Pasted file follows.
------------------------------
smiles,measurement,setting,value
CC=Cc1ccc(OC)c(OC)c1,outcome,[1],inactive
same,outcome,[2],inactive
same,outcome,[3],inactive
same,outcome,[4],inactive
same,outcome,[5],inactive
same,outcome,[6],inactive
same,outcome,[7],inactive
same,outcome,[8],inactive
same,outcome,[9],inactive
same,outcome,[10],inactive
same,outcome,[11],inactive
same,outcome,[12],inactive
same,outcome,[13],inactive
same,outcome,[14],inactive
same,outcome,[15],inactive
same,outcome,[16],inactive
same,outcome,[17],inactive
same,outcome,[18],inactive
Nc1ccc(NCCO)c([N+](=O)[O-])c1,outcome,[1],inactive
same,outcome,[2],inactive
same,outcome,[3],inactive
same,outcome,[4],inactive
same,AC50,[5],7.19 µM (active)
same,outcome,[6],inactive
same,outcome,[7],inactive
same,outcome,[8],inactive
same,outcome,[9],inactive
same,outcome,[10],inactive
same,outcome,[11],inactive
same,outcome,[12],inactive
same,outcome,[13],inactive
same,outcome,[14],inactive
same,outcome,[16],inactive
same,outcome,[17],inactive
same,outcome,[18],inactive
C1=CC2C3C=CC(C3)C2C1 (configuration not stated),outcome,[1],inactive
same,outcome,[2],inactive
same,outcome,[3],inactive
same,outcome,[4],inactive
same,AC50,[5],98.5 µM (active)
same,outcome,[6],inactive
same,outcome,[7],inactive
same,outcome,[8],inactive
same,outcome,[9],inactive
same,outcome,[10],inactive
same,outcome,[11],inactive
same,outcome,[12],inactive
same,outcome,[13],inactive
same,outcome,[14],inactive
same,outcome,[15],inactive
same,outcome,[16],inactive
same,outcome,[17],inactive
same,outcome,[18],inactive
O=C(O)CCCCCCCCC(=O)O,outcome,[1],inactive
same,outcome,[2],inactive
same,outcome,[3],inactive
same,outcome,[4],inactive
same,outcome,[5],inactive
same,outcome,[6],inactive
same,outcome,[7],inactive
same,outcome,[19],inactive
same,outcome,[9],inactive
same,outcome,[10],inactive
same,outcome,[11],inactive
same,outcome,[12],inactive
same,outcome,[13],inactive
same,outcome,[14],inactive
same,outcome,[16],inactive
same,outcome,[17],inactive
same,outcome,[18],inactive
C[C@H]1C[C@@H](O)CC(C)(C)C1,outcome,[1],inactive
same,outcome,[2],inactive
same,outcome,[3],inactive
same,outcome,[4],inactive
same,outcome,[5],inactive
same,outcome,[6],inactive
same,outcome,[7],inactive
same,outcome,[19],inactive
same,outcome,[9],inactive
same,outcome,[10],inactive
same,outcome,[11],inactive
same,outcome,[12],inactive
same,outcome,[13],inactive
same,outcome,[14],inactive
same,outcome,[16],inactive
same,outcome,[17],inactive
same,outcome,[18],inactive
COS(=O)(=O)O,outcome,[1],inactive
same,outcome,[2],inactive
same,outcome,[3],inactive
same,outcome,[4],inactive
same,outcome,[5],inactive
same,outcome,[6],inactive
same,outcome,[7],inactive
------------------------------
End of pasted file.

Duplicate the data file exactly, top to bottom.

smiles,measurement,setting,value
CC=Cc1ccc(OC)c(OC)c1,outcome,[1],inactive
same,outcome,[2],inactive
same,outcome,[3],inactive
same,outcome,[4],inactive
same,outcome,[5],inactive
same,outcome,[6],inactive
same,outcome,[7],inactive
same,outcome,[8],inactive
same,outcome,[9],inactive
same,outcome,[10],inactive
same,outcome,[11],inactive
same,outcome,[12],inactive
same,outcome,[13],inactive
same,outcome,[14],inactive
same,outcome,[15],inactive
same,outcome,[16],inactive
same,outcome,[17],inactive
same,outcome,[18],inactive
Nc1ccc(NCCO)c([N+](=O)[O-])c1,outcome,[1],inactive
same,outcome,[2],inactive
same,outcome,[3],inactive
same,outcome,[4],inactive
same,AC50,[5],7.19 µM (active)
same,outcome,[6],inactive
same,outcome,[7],inactive
same,outcome,[8],inactive
same,outcome,[9],inactive
same,outcome,[10],inactive
same,outcome,[11],inactive
same,outcome,[12],inactive
same,outcome,[13],inactive
same,outcome,[14],inactive
same,outcome,[16],inactive
same,outcome,[17],inactive
same,outcome,[18],inactive
C1=CC2C3C=CC(C3)C2C1 (configuration not stated),outcome,[1],inactive
same,outcome,[2],inactive
same,outcome,[3],inactive
same,outcome,[4],inactive
same,AC50,[5],98.5 µM (active)
same,outcome,[6],inactive
same,outcome,[7],inactive
same,outcome,[8],inactive
same,outcome,[9],inactive
same,outcome,[10],inactive
same,outcome,[11],inactive
same,outcome,[12],inactive
same,outcome,[13],inactive
same,outcome,[14],inactive
same,outcome,[15],inactive
same,outcome,[16],inactive
same,outcome,[17],inactive
same,outcome,[18],inactive
O=C(O)CCCCCCCCC(=O)O,outcome,[1],inactive
same,outcome,[2],inactive
same,outcome,[3],inactive
same,outcome,[4],inactive
same,outcome,[5],inactive
same,outcome,[6],inactive
same,outcome,[7],inactive
same,outcome,[19],inactive
same,outcome,[9],inactive
same,outcome,[10],inactive
same,outcome,[11],inactive
same,outcome,[12],inactive
same,outcome,[13],inactive
same,outcome,[14],inactive
same,outcome,[16],inactive
same,outcome,[17],inactive
same,outcome,[18],inactive
C[C@H]1C[C@@H](O)CC(C)(C)C1,outcome,[1],inactive
same,outcome,[2],inactive
same,outcome,[3],inactive
same,outcome,[4],inactive
same,outcome,[5],inactive
same,outcome,[6],inactive
same,outcome,[7],inactive
same,outcome,[19],inactive
same,outcome,[9],inactive
same,outcome,[10],inactive
same,outcome,[11],inactive
same,outcome,[12],inactive
same,outcome,[13],inactive
same,outcome,[14],inactive
same,outcome,[16],inactive
same,outcome,[17],inactive
same,outcome,[18],inactive
COS(=O)(=O)O,outcome,[1],inactive
same,outcome,[2],inactive
same,outcome,[3],inactive
same,outcome,[4],inactive
same,outcome,[5],inactive
same,outcome,[6],inactive
same,outcome,[7],inactive